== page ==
Managing security and compliance risks in the SDLC


We take a look at the various compliance standards that apply to the Software Development Lifecycle (SDLC) and the best practices for meeting them.

Photo by Tolga Ulkan on Unsplash

It’s no surprise that developers are being asked to become security specialists. According to the Verizon 2021 Data Breach Investigation Report, basic web application attacks were the second most used models for breaches and incidents. As legislative bodies and industry standards organizations seek to protect data, they are increasingly turning to developers. This means DevOps teams need to focus on both securing applications and documenting their actions to prove compliance. With automation, integrating security and compliance into the software development lifecycle (SDLC) doesn’t have to be a chore.

What are the compliance mandates that apply to the SDLC?

Digital transformation and increased attention to supply chain attacks are changing the way governing bodies (federal, state and industry) view compliance. Almost all new mandates published incorporate third-party vendor management, often focused on web application security. Sometimes they even focus on application development practices developed in-house.

Cyber ​​Security Maturity Model Certification (CMMC)

Although the CMMC currently only applies to the Defense Industrial Base (DIB), it has the potential to become a more widely adopted compliance requirement in the federal space. In fact, the Department of Defense (DoD) announced in late 2020 that it would require CMMC compliance under contracts with other agencies.

Since CMMC’s primary goal is to protect the DoD supply chain, it needs to consider software development practices, and it does.

Organizations that must meet CMMC Level 3 certification requirements must comply with section CA.3.162 which states that they must:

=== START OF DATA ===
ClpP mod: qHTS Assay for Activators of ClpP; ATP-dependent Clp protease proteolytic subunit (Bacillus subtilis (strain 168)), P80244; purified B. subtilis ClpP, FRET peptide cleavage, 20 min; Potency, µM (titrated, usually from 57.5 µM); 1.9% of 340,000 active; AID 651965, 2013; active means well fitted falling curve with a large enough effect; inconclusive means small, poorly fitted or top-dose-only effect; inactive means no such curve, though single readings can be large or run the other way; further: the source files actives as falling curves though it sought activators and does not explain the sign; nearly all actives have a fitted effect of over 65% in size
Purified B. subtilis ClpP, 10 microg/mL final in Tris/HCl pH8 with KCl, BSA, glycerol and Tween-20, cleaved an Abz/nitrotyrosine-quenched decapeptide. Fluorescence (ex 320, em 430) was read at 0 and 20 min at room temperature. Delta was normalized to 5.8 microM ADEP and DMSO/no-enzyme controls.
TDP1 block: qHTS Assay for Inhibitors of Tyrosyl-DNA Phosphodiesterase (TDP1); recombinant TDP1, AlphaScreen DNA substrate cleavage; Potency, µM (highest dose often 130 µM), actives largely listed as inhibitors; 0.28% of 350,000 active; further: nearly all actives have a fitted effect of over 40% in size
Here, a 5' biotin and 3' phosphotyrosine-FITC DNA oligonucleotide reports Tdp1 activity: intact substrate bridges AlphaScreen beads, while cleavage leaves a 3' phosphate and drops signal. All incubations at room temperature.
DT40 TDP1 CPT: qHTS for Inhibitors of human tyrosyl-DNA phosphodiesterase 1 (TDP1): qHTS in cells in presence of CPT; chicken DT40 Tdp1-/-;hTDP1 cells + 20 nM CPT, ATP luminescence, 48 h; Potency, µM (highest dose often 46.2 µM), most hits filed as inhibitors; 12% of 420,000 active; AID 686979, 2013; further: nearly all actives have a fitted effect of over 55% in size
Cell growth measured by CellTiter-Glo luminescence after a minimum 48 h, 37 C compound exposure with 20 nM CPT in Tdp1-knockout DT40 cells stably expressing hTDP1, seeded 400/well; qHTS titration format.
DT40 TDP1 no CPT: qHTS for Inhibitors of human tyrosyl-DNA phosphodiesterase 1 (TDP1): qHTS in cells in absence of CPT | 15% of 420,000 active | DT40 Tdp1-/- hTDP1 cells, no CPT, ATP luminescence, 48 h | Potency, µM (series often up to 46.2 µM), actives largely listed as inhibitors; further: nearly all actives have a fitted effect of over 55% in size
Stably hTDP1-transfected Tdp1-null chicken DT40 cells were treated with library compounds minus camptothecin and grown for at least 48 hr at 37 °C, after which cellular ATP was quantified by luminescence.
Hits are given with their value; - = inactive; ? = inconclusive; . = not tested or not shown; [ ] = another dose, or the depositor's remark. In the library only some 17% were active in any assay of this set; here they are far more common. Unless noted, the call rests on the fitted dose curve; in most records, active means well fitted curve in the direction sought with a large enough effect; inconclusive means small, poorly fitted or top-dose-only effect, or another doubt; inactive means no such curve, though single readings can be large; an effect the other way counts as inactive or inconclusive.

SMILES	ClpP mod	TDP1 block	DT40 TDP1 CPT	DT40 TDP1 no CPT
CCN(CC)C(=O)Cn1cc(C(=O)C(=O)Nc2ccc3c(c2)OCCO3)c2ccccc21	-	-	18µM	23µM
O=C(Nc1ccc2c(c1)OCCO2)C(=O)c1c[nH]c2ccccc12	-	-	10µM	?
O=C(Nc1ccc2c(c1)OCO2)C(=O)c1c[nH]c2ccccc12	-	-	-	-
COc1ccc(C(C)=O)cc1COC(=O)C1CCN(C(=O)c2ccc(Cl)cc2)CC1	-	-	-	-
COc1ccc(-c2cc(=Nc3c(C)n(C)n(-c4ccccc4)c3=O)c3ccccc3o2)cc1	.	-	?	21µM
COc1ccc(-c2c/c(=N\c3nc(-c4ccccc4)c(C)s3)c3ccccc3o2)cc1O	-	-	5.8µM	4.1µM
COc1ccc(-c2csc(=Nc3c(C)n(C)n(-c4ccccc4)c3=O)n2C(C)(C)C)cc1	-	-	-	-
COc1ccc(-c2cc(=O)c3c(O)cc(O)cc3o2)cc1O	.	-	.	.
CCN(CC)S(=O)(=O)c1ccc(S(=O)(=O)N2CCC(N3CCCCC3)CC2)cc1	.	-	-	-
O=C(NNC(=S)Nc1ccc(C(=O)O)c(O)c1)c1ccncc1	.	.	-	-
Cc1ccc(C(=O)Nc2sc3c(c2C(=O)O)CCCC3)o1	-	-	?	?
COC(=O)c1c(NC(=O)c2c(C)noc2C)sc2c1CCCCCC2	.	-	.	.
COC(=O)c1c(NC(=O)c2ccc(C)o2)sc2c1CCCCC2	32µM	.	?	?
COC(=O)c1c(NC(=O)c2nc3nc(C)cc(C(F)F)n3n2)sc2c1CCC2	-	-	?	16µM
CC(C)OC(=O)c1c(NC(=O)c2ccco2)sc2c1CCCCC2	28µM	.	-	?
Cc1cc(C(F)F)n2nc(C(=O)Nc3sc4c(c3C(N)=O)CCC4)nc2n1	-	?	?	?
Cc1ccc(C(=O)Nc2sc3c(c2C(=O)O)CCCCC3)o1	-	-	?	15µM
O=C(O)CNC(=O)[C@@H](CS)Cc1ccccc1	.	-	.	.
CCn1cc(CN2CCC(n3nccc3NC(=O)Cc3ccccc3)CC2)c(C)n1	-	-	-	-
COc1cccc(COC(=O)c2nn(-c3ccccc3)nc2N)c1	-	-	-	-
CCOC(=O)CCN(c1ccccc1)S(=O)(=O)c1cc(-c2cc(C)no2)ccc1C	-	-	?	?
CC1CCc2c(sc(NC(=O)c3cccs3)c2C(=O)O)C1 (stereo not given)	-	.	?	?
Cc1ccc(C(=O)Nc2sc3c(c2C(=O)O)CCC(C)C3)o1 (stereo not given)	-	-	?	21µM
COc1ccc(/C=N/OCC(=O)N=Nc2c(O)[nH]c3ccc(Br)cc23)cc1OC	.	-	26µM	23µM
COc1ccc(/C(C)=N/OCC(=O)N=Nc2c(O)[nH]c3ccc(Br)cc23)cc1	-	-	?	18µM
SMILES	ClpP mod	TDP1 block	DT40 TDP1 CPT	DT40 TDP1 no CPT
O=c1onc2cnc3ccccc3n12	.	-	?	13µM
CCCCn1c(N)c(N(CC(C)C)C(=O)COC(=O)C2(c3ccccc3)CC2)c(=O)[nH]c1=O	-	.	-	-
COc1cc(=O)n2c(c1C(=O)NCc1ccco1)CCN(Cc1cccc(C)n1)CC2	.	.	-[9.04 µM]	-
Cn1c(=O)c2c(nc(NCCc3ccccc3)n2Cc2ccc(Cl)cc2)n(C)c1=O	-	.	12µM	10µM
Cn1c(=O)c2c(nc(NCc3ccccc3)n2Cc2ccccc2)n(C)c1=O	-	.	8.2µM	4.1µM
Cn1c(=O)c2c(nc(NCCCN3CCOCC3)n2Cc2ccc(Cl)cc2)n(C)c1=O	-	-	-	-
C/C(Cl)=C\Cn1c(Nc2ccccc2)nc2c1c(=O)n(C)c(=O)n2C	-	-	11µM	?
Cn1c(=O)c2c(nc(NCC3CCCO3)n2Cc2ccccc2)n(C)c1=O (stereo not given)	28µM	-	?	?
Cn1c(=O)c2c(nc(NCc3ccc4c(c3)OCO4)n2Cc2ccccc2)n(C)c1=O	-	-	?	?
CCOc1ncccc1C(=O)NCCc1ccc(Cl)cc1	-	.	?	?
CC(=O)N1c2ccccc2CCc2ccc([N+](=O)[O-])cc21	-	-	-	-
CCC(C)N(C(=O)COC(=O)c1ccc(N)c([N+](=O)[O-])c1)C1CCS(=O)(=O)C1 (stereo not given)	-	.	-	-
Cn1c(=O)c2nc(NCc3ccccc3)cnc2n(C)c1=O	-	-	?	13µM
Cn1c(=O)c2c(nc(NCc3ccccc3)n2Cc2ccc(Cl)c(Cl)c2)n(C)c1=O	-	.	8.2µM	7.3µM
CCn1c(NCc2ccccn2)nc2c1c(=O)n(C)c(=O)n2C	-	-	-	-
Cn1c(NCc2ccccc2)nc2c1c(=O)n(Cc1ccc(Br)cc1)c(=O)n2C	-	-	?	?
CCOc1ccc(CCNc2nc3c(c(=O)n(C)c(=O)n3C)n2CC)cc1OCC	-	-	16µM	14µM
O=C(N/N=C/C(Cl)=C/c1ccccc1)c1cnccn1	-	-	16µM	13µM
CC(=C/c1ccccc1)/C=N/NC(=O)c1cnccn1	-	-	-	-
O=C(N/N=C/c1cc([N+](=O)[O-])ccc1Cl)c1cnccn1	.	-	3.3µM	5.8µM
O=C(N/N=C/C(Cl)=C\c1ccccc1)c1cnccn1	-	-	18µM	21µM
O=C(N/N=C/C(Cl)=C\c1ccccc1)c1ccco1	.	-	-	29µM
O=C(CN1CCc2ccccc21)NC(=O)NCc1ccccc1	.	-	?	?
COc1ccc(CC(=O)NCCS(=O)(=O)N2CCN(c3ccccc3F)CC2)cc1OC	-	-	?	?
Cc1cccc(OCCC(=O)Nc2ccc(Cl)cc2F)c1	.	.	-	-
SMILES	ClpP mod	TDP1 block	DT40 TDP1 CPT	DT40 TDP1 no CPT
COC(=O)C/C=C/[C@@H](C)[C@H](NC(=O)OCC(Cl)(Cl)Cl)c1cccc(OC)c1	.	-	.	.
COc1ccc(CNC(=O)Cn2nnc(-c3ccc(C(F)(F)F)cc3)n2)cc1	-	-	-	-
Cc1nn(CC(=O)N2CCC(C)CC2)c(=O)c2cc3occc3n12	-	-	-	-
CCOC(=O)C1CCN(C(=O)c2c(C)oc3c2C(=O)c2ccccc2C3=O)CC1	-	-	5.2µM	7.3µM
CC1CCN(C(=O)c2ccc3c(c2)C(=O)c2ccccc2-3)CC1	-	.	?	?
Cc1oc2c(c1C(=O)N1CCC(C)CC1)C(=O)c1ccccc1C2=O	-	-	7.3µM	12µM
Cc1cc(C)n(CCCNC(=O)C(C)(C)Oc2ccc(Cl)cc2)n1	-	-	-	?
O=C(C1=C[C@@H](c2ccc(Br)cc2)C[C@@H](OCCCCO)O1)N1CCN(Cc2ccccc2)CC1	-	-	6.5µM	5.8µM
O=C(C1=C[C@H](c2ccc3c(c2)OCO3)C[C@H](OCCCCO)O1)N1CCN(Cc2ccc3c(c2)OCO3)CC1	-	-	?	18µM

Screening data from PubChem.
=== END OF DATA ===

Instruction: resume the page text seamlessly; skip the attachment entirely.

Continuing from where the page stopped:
Use a security assessment of enterprise software that has been developed in-house, for internal use, and that has been identified by the organization as an area of ​​risk.

As part of the evaluation objectives, CMMC evaluators will need to determine whether:

[a] the organization reviews internally developed software for risk;
[b] for code defined as a risk area, the organization has documented the security assessment process which may include one or more of the following: manual code review, static analysis and / or dynamic analysis;
[c] the organization has the capacity to demonstrate its safety assessment process; and
[d] the safety assessment process is integrated with the change management process.

Payment Card Industry Data Security Standard (PCI DSS)

Organizations that collect, process, transmit, or store sensitive cardholder data must also adhere to strict compliance mandates. The PCI DSS standard requires organizations to develop software applications securely and defines ten different compliance requirements for developers.

For example, Requirement 6.3 states that organizations must:

Develop internal and external software applications (including web-based administrative access to applications) securely, as follows:

  • PCI DSS compliant (e.g. secure authentication and logging)
  • Based on industry standards and / or best practices.
  • Integrate information security throughout the software development lifecycle

Requirement 6.5 describes ten types of application risks that developers should mitigate:

  • Injection faults